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How do you extract refrigerated oyster sauce from a narrow jar neck?

knucklesandwich Nov 30, 2012 12:27 PM

Seriously. Shouldn't it come in a tube, or something?

  1. m
    Mindanao Dec 6, 2012 04:58 PM

    store in upside down in the refrigerator. I'd put it in a glass to keep it from falling. In a day or two it all will be where you need it.

    1. JMF Dec 4, 2012 02:41 PM

      Transfer to a wide mouth jar or bottle.

      1. pinehurst Dec 3, 2012 01:48 PM

        Insertion of an immaculately clean butter knife or iced coffee spoon

        1 Reply
        1. re: pinehurst
          Bacardi1 Dec 4, 2012 06:05 AM

          Or a chopstick! :)

        2. k
          Kontxesi Dec 3, 2012 10:18 AM

          I get it out of the fridge about 15 minutes before I get started with prep. Unless I didn't light the woodstove that day, it's warmed up enough to work with.

          But the first time I used it, I almost threw it against the wall in a rage. And it's soooo much thicker than ketchup when it's cold, so the Heinz bottle comment would be a no-go.

          3 Replies
          1. re: Kontxesi
            huiray Dec 3, 2012 10:58 AM

            Did you ever try simply holding it upside down at an approximately 60º angle and just waiting 15-20 seconds, even when cold from the fridge? It will start flowing, and once it starts it will (slowly) keep going. Just slow down your "pouring" motions.

            1. re: huiray
              lemarais Dec 3, 2012 12:46 PM

              OK. In other words, it can grow bacteria if left at room temp after opening. Better to refrigerate and then take out a couple of hours before using.

              1. re: huiray
                Kontxesi Dec 3, 2012 01:43 PM

                Oh, did I try. It wouldn't budge.

            2. l
              lemarais Dec 2, 2012 09:03 AM

              If you don't keep it refrigerated after it's opened, what keeps bacteria from growing?

              1. HillJ Dec 2, 2012 08:34 AM

                If you have a heating pad or an electric blanket, roll the bottle up inside either for only a few mins and you'd be surprised how quickly the sauce pours.

                Great repurposed gadget: a heating pad for the kitchen. Keeps foods warm, wams plates, helps bottles pour easily, warms glassware...I can't do w/out one.

                1. s
                  sisterfunkhaus Dec 2, 2012 08:11 AM

                  I was going to suggest warming it as well. That stuff is a bugger even when room temp. I made some Hong Kong pan fried noodles the other day and thought my arm was going to fall off from shaking that bottle to get enough out for the sauce.

                  1. boogiebaby Nov 30, 2012 01:13 PM

                    I've never had a problem getting it out. I just usually just put the bottle at an angle, wait for it to move down a bit, and give it a few hard shakes into the food. If there is very little sauce in the bottle, I add a touch of water, put the lid on and shake hard to thin it out a bit, then add it to my food. I use the Lee Kum Kee Panda Brand oyster sauce.

                    1 Reply
                    1. re: boogiebaby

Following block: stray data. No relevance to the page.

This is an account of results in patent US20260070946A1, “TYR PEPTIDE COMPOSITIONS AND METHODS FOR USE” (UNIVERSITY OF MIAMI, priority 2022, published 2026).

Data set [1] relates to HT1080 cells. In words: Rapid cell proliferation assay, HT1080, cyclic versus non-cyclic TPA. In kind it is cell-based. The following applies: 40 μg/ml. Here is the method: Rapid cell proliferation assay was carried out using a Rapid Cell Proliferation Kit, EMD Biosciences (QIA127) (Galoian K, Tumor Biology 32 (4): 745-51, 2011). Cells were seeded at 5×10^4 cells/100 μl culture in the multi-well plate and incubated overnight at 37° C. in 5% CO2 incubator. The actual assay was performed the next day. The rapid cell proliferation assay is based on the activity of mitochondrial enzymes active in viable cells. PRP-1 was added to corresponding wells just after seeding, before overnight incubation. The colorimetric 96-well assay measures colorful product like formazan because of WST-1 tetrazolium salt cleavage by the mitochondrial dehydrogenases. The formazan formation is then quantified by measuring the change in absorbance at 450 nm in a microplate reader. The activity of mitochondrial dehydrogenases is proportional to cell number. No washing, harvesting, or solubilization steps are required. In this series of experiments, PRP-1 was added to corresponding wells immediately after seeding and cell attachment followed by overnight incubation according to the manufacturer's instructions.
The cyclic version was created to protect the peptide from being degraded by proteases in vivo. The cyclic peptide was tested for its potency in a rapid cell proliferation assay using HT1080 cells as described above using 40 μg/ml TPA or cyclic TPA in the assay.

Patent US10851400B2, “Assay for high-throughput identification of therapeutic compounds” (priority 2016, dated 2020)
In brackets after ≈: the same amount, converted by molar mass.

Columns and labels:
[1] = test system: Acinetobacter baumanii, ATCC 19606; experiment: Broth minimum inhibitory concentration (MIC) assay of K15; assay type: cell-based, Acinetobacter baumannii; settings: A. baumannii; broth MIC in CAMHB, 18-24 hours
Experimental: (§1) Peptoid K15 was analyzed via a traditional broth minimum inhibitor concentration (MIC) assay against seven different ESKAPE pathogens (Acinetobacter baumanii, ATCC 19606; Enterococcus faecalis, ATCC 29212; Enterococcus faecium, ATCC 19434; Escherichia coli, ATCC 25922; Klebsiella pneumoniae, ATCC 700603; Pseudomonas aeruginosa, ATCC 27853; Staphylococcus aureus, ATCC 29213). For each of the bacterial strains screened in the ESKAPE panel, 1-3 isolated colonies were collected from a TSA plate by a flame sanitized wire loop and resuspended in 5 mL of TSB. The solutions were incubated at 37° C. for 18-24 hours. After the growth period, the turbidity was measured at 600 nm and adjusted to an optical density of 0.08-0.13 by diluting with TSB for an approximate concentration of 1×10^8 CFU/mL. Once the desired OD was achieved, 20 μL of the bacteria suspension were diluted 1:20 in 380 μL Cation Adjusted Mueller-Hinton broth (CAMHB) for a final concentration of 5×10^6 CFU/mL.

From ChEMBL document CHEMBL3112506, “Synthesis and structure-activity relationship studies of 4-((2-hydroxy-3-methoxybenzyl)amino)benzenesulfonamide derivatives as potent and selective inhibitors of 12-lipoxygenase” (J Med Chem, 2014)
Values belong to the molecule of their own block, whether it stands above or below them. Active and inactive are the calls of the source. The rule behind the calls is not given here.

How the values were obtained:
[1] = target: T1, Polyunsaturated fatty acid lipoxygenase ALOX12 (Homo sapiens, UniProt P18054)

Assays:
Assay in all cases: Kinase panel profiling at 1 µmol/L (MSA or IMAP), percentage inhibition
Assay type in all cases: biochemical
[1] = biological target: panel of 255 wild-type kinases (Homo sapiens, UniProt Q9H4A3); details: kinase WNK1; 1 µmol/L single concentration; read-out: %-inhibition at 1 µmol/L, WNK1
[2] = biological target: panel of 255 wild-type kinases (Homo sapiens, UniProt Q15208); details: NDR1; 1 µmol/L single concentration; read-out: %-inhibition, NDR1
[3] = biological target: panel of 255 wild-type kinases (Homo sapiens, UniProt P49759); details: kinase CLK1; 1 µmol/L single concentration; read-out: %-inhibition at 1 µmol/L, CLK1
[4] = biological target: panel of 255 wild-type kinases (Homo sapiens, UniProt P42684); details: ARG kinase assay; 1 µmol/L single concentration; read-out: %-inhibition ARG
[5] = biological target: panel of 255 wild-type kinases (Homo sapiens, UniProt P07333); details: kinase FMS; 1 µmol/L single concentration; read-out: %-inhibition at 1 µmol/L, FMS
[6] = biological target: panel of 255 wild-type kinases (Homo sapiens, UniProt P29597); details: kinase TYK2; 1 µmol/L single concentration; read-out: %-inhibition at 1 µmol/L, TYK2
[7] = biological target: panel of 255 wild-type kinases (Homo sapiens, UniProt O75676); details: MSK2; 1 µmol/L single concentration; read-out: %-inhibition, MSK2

huiray Dec 3, 2012 09:14 AM

                      Ditto. Just wait a few extra seconds. I sometimes add more than just a touch of water to get the dregs out, especially when I'm going to use it in a sauce in a dish bubbling along on the stovetop anyway. Sometimes I just stand the bottle on end (cap down) when I store it in the fridge as the amount of the sauce dwindles down, just like ketchup bottles.

                    2. e
                      Erika L Nov 30, 2012 01:10 PM

                      Microwave it for a few seconds.

                      1. weezieduzzit Nov 30, 2012 12:56 PM

                        Put in in a pan of warm water for a few minutes.

                        1. Bacardi1 Nov 30, 2012 12:55 PM

                          With the cap still on, give it a few really hard downward shakes so the product comes to the top. Then just pour out. When the bottle gets down to the dregs, I add a small dollop of dry sherry to the bottle, recap & give it a good few shakes. Since 9 out of 10 times whatever recipe I'm using it in either calls for or won't be ruined by a small amount of dry sherry - no worries.

                          1. hotoynoodle Nov 30, 2012 12:53 PM

                            put the bottle in warm water.

                            btw, it does not require refrigeration -- in the future. :)

                            2 Replies
                            1. re: hotoynoodle
                              1sweetpea Nov 30, 2012 01:08 PM

                              Funny, I always thought that too, but one time, my unrefrigerated oyster sauce went bad, so now I always refrigerate it. I agree with the earlier poster that suggested a chopstick. That's my method too.

                              1. re: 1sweetpea
                                smtucker Nov 30, 2012 01:21 PM

                                I too have had my oyster sauce become rancid. I keep it in the fridge. To pour, I try to remember to pull it out of the fridge when I get the meat out of the freezer so it has time to warm up a bit.

                            2. p
                              Puffin3 Nov 30, 2012 12:43 PM

                              chop stick

                              1. JungMann Nov 30, 2012 12:34 PM

                                Start practicing on a Heinz bottle.

                                1 Reply
                                1. re: JungMann
                                  NE_Wombat Nov 30, 2012 01:12 PM

                                  Also helps if you sing the Carly Simon part out loud.

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